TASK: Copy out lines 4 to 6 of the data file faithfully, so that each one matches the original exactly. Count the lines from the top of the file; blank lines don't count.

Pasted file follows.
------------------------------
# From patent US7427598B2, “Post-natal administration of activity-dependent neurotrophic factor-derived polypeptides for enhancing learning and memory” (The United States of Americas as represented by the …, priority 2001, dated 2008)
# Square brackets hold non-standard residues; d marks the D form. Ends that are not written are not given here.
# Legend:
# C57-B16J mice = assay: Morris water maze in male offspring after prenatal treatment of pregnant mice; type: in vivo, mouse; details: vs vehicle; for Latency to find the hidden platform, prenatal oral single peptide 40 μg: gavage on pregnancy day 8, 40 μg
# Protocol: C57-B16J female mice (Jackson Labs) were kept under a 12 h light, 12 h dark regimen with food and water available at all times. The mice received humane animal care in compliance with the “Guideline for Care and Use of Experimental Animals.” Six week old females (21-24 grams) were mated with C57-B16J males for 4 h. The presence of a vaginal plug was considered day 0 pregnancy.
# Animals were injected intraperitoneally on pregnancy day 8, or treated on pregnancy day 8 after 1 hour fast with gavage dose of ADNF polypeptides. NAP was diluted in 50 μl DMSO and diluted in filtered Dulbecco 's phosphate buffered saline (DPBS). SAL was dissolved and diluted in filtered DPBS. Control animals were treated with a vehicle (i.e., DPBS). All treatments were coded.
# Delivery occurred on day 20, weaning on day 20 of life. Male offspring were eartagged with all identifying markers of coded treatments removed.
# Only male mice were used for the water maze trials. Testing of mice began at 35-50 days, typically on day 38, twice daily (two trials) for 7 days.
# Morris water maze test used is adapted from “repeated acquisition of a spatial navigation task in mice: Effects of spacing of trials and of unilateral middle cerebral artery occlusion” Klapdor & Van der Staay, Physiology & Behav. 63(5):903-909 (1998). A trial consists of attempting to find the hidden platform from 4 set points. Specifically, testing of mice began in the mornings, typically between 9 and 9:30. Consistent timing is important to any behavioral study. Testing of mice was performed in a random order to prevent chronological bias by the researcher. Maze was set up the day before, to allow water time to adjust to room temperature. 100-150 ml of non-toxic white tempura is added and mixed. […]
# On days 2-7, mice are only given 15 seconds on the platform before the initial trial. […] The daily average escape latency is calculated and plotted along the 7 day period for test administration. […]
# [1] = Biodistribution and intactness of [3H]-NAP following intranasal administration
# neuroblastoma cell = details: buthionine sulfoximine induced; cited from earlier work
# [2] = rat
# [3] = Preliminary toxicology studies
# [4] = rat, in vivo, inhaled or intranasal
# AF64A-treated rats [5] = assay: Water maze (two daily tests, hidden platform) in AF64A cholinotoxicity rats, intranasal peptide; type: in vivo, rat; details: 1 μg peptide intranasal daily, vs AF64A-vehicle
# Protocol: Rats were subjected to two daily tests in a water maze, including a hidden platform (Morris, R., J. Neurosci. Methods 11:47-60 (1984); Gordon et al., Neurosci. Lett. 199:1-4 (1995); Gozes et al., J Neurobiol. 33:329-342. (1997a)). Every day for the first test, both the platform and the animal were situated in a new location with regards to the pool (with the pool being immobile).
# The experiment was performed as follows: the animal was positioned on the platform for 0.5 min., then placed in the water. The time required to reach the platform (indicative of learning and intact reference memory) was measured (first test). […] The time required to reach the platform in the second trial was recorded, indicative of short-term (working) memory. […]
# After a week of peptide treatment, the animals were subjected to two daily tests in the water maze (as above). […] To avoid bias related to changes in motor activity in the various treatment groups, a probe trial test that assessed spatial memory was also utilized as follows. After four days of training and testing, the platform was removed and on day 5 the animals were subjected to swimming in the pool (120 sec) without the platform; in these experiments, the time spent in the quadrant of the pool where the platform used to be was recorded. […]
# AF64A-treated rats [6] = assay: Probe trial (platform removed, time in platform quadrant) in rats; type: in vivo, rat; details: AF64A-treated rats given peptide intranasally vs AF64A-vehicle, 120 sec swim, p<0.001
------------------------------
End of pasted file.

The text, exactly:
# C57-B16J mice = assay: Morris water maze in male offspring after prenatal treatment of pregnant mice; type: in vivo, mouse; details: vs vehicle; for Latency to find the hidden platform, prenatal oral single peptide 40 μg: gavage on pregnancy day 8, 40 μg
# Protocol: C57-B16J female mice (Jackson Labs) were kept under a 12 h light, 12 h dark regimen with food and water available at all times. The mice received humane animal care in compliance with the “Guideline for Care and Use of Experimental Animals.” Six week old females (21-24 grams) were mated with C57-B16J males for 4 h. The presence of a vaginal plug was considered day 0 pregnancy.
# Animals were injected intraperitoneally on pregnancy day 8, or treated on pregnancy day 8 after 1 hour fast with gavage dose of ADNF polypeptides. NAP was diluted in 50 μl DMSO and diluted in filtered Dulbecco 's phosphate buffered saline (DPBS). SAL was dissolved and diluted in filtered DPBS. Control animals were treated with a vehicle (i.e., DPBS). All treatments were coded.